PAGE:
20 Reasons You’re Tired All the Time That Have Nothing to Do with Sleep from 20 Reasons You’re Tired All the Time That Have Nothing to Do with Sleep
20 Reasons You’re Tired All the Time That Have Nothing to Do with Sleep
20 Reasons You’re Tired All the Time That Have Nothing to Do with Sleep
People are used to being in a hurry all of the time so many don’t pay attention when their body feels tired. A YouGov survey on sleep habits found that only about 1 in 7 wake up feeling fresh every day of the week. Nearly half of Americans sleeping 7 to 8 hours a night reported feeling tired or fatigued up to three times a week. The reason why so many people don’t feel rested may have nothing to do with the quality or quantity of sleep they are getting.
You are anemic
Fatigue is a sign you need more iron in your diet. If you don’t have enough iron, there is less oxygen going to your muscles, which then have no energy, leaving you feeling exhausted and weak. Hemoglobin is a protein that helps red blood cells deliver oxygen throughout your body. Check with your doctor if you feel worn out all the time before your health begins to suffer.
Not having enough water in your body is making you sick in more than one way. Dehydration slows every process in the body down, including cell function, leaving you feeling sleepy and tired. Blood volume drops, which makes the heart work harder. The best indicator of your hydration is your urine. Someone who is well-hydrated will produce clear or light-colored urine.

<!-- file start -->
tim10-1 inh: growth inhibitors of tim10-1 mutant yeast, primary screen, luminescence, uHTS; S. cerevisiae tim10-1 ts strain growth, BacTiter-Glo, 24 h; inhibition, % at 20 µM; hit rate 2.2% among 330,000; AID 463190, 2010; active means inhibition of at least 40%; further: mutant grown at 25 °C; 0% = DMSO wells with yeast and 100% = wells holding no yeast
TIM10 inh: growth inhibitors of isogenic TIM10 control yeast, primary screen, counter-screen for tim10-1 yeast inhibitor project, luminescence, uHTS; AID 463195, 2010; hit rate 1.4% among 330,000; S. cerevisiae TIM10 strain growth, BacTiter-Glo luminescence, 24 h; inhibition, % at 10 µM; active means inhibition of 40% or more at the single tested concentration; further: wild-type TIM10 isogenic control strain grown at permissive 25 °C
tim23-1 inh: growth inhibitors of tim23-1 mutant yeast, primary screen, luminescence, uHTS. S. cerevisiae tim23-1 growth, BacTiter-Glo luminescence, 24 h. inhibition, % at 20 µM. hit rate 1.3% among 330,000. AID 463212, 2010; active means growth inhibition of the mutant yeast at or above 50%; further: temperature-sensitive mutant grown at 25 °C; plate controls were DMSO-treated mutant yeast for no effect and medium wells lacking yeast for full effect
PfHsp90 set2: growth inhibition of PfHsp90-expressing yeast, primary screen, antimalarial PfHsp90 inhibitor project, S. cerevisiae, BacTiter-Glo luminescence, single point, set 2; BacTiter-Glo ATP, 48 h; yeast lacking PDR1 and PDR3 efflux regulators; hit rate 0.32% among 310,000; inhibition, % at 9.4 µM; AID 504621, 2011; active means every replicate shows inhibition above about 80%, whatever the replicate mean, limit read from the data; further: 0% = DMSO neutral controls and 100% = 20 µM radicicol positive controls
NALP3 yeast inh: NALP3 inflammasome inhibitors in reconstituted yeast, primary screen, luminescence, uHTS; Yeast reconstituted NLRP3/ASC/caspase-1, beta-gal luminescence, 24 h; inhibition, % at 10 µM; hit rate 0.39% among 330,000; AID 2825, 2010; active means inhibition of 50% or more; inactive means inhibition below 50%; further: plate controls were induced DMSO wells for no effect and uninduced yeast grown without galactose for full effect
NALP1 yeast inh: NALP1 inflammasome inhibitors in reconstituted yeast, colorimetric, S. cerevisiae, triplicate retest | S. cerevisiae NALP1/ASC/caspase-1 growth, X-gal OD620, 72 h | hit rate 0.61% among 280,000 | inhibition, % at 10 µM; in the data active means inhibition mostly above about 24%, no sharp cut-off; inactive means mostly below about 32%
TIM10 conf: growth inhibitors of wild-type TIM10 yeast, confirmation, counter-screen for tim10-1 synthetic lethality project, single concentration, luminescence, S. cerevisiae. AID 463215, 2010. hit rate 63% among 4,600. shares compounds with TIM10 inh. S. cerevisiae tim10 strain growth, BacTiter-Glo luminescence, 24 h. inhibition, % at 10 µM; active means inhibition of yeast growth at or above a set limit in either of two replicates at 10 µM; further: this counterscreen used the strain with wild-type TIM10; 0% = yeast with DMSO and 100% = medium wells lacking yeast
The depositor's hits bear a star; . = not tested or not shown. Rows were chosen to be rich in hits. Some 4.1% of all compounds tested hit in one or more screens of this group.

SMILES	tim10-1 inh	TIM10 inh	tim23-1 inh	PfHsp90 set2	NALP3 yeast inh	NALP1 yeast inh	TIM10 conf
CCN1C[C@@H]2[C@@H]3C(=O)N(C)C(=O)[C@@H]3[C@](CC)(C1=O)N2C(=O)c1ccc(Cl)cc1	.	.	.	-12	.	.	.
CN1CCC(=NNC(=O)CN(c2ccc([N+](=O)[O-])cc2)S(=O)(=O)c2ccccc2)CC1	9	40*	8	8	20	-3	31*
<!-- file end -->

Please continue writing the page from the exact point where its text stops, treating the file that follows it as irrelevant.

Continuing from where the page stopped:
Dysfunctional thyroid gland
Fatigue is a very important sign of low thyroid. Since hyperthyroidism increases your metabolism, many individuals initially have a lot of energy, according to the American Association of Clinical Endocrinologists. However, as the hyperthyroidism continues, the body tends to break down, so being tired is very common. If you are constantly exhausted after sleeping 7-8 hours and not doing a strenuous activity, check your thyroid gland.
Sitting too much
The price of an inactive lifestyle is high and it comes in the form of physical pain, tiredness, and obesity. It is common knowledge that people who work out on a regular basis have more energy. In fact, cancer patients’ symptoms improved when they began exercising more, a study shows. Other research suggests that light exercise reduced feelings of fatigue by as much as 65 percent and boosted energy levels by 20 percent.